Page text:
I'm not being sarcastic here, it's a sincere question.
“Sir,' I said to the universe, 'I exist.' 'That,' said the universe, 'creates no sense of obligation in me whatsoever.”
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Hagoth
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Re: So is magic officially part of the gospel now?

Post by Hagoth » Fri Jan 06, 2017 5:14 pm

RubinHighlander wrote:
Corsair wrote: "if you have faith."
Perhaps this is the thing that causes higher mortality rates in LDS women with breast cancer? They are confident in their faith, blessings or underwear will be enough protection that they don't do the screenings like they should or get the treatment soon enough because they think the priesthood will heal them?

I'm not being sarcastic here, it's a sincere question.
One of our NOM friends who holds a prominent position in a medical institution did the research on breast cancer in Utah. It turns out that Utah women actually have a slightly lower rate of developing breast cancer but also, as Rubin points out, a higher than average mortality rate. Oops.

This would make a fascinating research paper.
“The easy confidence with which I know another man's religion is folly teaches me to suspect that my own is also.” -Mark Twain

Jesus: "The Kingdom of God is within you." The Buddha: "Be your own light."

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moksha
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Re: So is magic officially part of the gospel now?

Post by moksha » Sat Jan 07, 2017 5:52 am

Corsair wrote:The Huntsman Cancer Center would have been a perfect place for demonstrating the efficacy of Melchizedek Priesthood blessings.
The Elders have access to patients desiring blessings during visiting hours. The nurses still provide the medical care and the doctors pop in to check on things and write new orders. Medical science has no intention of taking a back or side seat to faith healing. That said, things which give the patient hope and comfort are to be encouraged.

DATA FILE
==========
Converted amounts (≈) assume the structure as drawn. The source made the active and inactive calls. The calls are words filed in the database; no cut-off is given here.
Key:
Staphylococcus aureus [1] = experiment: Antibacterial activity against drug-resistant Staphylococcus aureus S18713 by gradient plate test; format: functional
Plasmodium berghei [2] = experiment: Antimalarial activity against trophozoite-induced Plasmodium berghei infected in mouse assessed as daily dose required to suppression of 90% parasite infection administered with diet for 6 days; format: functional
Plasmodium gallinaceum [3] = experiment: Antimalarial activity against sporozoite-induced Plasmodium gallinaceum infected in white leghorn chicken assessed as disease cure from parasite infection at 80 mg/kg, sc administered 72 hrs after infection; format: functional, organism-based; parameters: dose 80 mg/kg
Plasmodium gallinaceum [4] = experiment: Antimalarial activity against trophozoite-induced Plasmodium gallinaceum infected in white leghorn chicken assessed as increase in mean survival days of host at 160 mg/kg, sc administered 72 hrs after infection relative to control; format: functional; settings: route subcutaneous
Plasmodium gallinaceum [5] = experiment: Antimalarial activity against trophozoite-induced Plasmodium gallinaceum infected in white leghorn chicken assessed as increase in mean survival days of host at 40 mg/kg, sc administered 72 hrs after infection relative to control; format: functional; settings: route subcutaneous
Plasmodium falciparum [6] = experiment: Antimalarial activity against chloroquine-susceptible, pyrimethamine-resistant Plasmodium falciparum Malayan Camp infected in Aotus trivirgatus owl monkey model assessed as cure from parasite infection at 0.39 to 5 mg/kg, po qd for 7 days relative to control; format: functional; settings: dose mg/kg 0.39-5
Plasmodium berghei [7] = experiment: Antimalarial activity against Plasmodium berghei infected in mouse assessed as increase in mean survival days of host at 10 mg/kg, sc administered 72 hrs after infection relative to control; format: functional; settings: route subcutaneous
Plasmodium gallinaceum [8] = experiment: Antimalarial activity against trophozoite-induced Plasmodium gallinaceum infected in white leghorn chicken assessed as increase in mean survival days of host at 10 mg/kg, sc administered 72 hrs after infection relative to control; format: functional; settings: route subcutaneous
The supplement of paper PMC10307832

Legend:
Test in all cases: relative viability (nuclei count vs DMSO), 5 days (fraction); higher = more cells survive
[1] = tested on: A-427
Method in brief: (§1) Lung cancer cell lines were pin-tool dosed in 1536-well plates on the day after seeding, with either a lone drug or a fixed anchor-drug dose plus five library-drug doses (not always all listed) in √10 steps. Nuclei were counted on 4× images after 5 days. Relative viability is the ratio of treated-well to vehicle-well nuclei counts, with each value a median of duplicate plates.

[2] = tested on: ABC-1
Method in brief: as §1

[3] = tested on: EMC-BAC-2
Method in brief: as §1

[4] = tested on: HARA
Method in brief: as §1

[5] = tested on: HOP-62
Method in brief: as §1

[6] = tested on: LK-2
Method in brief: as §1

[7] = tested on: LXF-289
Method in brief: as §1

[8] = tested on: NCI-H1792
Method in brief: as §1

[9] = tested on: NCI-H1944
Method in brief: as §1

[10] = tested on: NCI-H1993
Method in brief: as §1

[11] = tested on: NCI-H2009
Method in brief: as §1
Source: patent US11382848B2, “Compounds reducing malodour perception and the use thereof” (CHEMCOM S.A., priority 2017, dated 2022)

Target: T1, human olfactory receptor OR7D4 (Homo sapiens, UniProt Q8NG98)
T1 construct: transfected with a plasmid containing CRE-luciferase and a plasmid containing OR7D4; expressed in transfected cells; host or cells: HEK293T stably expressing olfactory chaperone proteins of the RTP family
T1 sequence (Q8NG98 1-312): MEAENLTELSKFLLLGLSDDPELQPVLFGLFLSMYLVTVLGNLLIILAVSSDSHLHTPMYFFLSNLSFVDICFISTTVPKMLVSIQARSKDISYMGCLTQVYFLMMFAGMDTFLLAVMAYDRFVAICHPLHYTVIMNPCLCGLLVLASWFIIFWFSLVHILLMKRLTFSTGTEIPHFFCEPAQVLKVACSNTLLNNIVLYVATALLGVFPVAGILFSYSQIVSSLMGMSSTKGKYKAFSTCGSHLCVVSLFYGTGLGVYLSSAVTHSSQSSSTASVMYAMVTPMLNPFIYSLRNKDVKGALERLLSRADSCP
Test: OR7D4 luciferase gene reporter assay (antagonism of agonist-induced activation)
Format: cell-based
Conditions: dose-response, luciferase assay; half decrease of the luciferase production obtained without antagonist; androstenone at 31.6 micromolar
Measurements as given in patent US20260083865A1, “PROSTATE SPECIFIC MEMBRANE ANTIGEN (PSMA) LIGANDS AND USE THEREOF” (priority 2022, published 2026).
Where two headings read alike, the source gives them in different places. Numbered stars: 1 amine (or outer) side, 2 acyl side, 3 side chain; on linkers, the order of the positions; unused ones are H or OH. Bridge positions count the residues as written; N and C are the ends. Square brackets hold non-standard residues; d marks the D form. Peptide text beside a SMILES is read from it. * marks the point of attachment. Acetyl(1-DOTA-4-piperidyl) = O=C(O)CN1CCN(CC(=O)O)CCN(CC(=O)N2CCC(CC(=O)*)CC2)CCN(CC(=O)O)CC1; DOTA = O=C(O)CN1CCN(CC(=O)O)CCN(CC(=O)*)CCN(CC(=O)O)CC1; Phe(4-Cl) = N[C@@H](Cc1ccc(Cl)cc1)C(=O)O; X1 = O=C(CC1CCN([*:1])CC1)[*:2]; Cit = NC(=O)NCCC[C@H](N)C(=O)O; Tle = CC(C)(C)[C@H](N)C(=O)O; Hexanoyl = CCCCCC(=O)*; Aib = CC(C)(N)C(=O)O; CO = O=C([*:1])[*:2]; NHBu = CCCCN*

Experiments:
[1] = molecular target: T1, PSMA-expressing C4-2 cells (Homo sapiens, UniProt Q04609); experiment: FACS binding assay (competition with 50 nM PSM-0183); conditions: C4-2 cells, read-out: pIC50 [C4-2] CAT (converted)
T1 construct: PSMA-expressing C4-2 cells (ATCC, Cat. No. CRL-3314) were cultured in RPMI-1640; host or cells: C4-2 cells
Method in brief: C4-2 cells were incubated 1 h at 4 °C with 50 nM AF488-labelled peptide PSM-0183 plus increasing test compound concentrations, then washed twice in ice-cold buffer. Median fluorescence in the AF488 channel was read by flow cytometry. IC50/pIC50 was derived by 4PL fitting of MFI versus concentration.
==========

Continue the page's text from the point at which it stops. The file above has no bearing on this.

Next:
Good faith does not require evidence, but it also does not turn a blind eye to that evidence. Otherwise, it becomes misplaced faith.
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Hagoth
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Re: So is magic officially part of the gospel now?

Post by Hagoth » Sat Jan 07, 2017 11:19 am

How about a double blind test where priesthood holders and ex-mormon-former priesthood holders give blessings at a hospital for a year or so and data is collected to determine any variance from medical expectations.

I suppose it would be a bit too Auschwitz to propose an experiment with a medicine only group, a medicine plus priesthood group and a priesthood only group.
“The easy confidence with which I know another man's religion is folly teaches me to suspect that my own is also.” -Mark Twain

Jesus: "The Kingdom of God is within you." The Buddha: "Be your own light."

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Newme
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Re: So is magic officially part of the gospel now?

Post by Newme » Sat Jan 07, 2017 12:50 pm

wtfluff wrote:
Newme wrote:
wtfluff wrote: So you're telling me there's a chance!

Gonna have to remember this when my Alzheimer's kicks in. Then again, it's Alzheimer's, so remembering might be a problem...
:)
Still, you remind me of what I often wonder: Why do so many ignore the placebo effect?
The placebo effect is not some magic that has no influence - it's real - real enough that FDA requires medications be tested against it.
Will the placebo effect actually help when my Alzheimer's kicks in?

Can the placebo effect cure cancer?

I think we both know the answer to those two questions. I do believe the placebo effect can "help" a bit in some situations. I also know that the placebo effect cannot in fact cure diseases like Alzheimer's and cancer. Neither can magic oil, or magic incantations combined with magic oil, or magic wands (rods of Aaron,) or magic rocks, or "prophets seers and revelators," or asking an invisible alien with super-powers who lives near kolob.
Logical fallacies and cognitive distortions. All-or-nothing/Polarized thinking, jumping to conclusions etc.
Just because the placebo effect (which works based on individual/unique BELIEF) is not a guaranteed fix, doesn't mean it doesn't work.
IMO, It is ignor-ant to ignore inconvenient facts.

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wtfluff
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Re: So is magic officially part of the gospel now?

Post by wtfluff » Sat Jan 07, 2017 1:37 pm

Newme wrote:
wtfluff wrote:
Newme wrote: :)
Still, you remind me of what I often wonder: Why do so many ignore the placebo effect?
The placebo effect is not some magic that has no influence - it's real - real enough that FDA requires medications be tested against it.
Will the placebo effect actually help when my Alzheimer's kicks in?